Caleb Nelson
Caleb Nelson

I had a conversation with my father about our different perspectives of food. What was “fast” food to him at my age is like home gourmet cooking to me. Instant mash potatoes and canned vegetables is a norm in my house, while these foods were like “fast” food to him growing up. In my life, I’ve replaced “fast” food with actual fast-food restaurants, providing a cheap and quick, yet disturbingly unhealthy, substitution to the home-cooked meal. And while, canned vegetables aren’t the most healthiest way to consume the goods, it sure beats burgers and fries. I beg the question of… Read more »

Khürt
Khürt

I agree with Deborah Johnson. In our home, we consider nutritional and health first before costs. I have Type 1 diabetes and my wife has fibromyalgia ( neither of these has a cure ). We will pay anything to stay healthy. Like Deborah, we purchase a share in a local organic farm. We have done this for the last three years and sometimes have enought to share with our extended family. The fruit and veggies are always fresh and taste better. “On day eleven… the experiment stopped being fun.” I would not have lasted that long. Health before wealth.

escapee
escapee

This should be on your list:

Join a CSA. I pay $26/week for enough fresh vegetables for a family of four for a week.

Nathan Rice
Nathan Rice

It’s worth noting that if a person had a garden, eating fresh fruit and veggies within the $1/day budget would be no problem.

Supermarket produce is way overpriced … you pay for the convenience. Whereas home-grown produce is the cheapest food you can eat.

mbrogz3000
mbrogz3000

We eat very well mostly because my wife knows how to prepare excellent, healthy meals. I’d say some of our meals, which usually involve chicken or salmon fish, range from $5-$10 total, usually leaving enough leftover for a better lunch or enjoyable ‘repeat dinner’ a day or so later. We pay a little extra for foods that don’t have HFCS and have low-but-real sugar, if any. We don’t buy chips or cookies or sodas. I only eat Kashi Krunch cereals. I try to have 3 eggs on saturdays and sundays. Our bread and english muffins are usually on sale and… Read more »

Melissa
Melissa

The answer for us was yes. My husband and I did this in February ’07. Lately I’ve been thinking that we might redo the experiment again this upcoming February – except this time I’ll blog it more successfully. Well, you can see last times’ sporadically posted blog here: http://56dollars.blogspot.com/ Getting our stomachs accustomed to the new portion sizes was not fun, but I was continually monitoring our caloric intake to make sure we were getting enough. There was a lot of baking, and a lot of beans and rice, but we’re the type of people who don’t mind leftovers, so… Read more »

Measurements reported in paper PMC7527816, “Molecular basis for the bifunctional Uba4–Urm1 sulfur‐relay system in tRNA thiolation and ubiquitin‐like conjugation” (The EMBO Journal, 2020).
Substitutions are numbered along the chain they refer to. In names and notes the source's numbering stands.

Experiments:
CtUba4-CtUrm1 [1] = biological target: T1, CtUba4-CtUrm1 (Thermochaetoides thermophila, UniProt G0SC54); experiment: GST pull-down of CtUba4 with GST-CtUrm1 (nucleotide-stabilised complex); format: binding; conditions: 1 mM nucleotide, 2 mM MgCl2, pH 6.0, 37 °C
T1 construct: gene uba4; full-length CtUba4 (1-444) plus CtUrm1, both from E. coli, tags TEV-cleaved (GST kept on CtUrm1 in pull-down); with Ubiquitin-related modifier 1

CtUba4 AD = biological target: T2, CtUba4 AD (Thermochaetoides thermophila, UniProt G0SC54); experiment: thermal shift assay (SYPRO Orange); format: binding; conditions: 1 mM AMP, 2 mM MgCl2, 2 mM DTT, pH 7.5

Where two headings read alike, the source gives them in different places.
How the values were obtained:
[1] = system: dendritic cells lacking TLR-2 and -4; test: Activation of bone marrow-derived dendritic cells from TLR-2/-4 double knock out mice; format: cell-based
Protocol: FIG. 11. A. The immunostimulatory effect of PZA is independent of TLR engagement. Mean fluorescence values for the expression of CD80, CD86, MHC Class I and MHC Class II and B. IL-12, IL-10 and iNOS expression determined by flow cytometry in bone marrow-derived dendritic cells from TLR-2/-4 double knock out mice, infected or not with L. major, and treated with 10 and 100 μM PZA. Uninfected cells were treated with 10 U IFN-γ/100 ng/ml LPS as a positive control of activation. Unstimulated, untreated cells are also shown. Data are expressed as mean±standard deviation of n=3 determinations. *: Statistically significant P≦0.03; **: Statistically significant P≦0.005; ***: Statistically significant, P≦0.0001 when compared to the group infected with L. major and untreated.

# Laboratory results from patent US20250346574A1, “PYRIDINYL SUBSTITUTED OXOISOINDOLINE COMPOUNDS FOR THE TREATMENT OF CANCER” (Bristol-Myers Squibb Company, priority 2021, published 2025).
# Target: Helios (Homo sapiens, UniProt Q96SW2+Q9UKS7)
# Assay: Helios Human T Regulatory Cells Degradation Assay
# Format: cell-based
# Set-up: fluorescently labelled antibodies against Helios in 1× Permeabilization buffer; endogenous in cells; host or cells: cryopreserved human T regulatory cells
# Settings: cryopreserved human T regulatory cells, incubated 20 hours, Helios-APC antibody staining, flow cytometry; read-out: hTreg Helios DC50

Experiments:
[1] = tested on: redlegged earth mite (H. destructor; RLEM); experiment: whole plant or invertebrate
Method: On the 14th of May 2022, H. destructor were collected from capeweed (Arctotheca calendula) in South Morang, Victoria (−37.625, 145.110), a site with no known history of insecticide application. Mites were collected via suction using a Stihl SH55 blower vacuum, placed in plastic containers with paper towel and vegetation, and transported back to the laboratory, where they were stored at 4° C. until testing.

Christine Groth
Christine Groth

Oh my gosh. I would never consider on not buying quality food ( fresh fruit and veggies) for my family. My health and my families health come first above the cost. What’s the use of all of this if you don’t have your health? If you don’t thave the money then for goodness sake find some. Get a job, start a blog ( like this one) and make money instead of eating scraps and discovering you have cancer 5 years later. Your health should be #1

http://www.101WaystoMagnetizeMoney.com

Christine Groth

Jerry
Jerry

I distinguish between ‘needs’ and ‘wants’. Ir’s good to be frugal when it comes to ‘wants’, but I’m prepared to pay for quality when it comes to ‘needs’. Food is definitely a ‘need’.

Susy
Susy

I also disagree that healthy food is more expensive. Mr Chiot’s and I have been eating farmer’s market produce in season and it’s much cheaper than junk food. Sure I can buy a bag of chips for $2, but I can buy 10 lbs of potatoes for the same price at the farmer’s market. We’re spending much less on food this year and eating much healthier. Beans & rice are cheap & healthy, as is oatmeal. You also have to know where and what to buy to get the most for your produce dollars. Anything that’s in season is much… Read more »

plonkee
plonkee

If you have to buy all your food from regular grocery stores, then healthy is not cheap. If you’re in poverty in the UK chances are you live in a deprived urban area. Without a car there are likely to be only a small number of places where you can buy groceries. In the most deprived areas, these are often likely to be overpriced small stores with little or no fresh produce. Farmer’s markets exist in upmarket areas. You can often add to that general public transport issue relating to schedules, plus full-time work or other responsibilities such as caring… Read more »

Cyllya
Cyllya

I wonder where you’re finding junk food so cheap. Healthy food is too expensive to eat on $1 per day, but processed food costs even more! Which makes sense because you’re paying for the ingredients AND the processing. Well, I guess there’s instant ramen. Though with prices going up, that might even start to cost you more than $1 soon if you have a big appetite. I don’t know why people act like you have to sacrifice money to eat healthy. With food you have these choices: healthy, tasty, easy, cheap… pick three. Pick one to sacrifice. It doesn’t have… Read more »

DaveD
DaveD

I think the whole point of the experiment is to demonstrate that health is directly proportional to wealth. Yes you can eat on $1/day, but not healthily. As the comments above demonstrate, eating healthy costs money.